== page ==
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I know that to determine whether $X$ and $Y$ are independent I have to find the marginal distributions of $X$ and $Y$. I've already found the marginal probability density function $f_Y$, but I'm stuck on integrating the joint pdf with respect to $y$ to get the marginal probability density function $f_X$. I've already entered it into integral calculators and none of them were able to find the integral. Any help would be appreciated!


2 Answers 2


There is an easier way: $$f_Y(y)=Cye^{-y}\int_0^\infty e^{-x/y}dx=Cy^2e^{-y}$$ And, $$f_{X|Y=y}(x)=\frac{f_{X,Y}(x,y)}{f_Y(y)}=\frac{Cye^{-y-x/y}}{Cy^2e^{-y}}=\frac{1}{y}e^{-x/y}$$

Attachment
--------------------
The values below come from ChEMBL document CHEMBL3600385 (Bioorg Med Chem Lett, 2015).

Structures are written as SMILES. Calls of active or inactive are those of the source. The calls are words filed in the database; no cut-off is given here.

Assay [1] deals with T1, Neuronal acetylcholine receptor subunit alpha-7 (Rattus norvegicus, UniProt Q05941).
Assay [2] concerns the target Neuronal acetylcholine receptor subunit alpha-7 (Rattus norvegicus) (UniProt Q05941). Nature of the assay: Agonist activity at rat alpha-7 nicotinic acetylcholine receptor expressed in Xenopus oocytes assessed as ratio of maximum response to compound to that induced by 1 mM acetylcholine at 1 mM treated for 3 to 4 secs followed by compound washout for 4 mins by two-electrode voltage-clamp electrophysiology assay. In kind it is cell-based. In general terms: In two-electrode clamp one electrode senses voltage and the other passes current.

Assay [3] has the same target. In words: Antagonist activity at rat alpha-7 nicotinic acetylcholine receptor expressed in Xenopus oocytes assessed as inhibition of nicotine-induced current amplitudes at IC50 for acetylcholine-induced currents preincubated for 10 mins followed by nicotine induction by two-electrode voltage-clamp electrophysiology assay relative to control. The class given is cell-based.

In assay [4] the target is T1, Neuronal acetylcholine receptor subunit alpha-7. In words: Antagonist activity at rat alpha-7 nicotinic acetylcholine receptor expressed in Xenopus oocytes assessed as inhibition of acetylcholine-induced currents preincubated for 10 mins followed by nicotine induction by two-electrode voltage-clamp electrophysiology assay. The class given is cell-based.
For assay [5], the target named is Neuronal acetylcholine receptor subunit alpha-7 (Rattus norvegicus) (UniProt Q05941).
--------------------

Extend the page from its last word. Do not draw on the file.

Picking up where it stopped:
The term $y$ hasn't vanished in the conditional density of $X$; so $f_{X|Y=y}(x)\neq f_X(x)$ in general, which means they're not independent.


There is an even easier way here. If $X$ and $Y$ are independent then the joint density kernel will be seperable, meaning that you can split it as:

$$f(x,y) \propto g(x) h(y).$$

In the present case you have a term $e^{-x/y}$ in the density, and there is no way to seperate this term into a product of functions of $x$ and $y$. Therefore your random variables are not independent.


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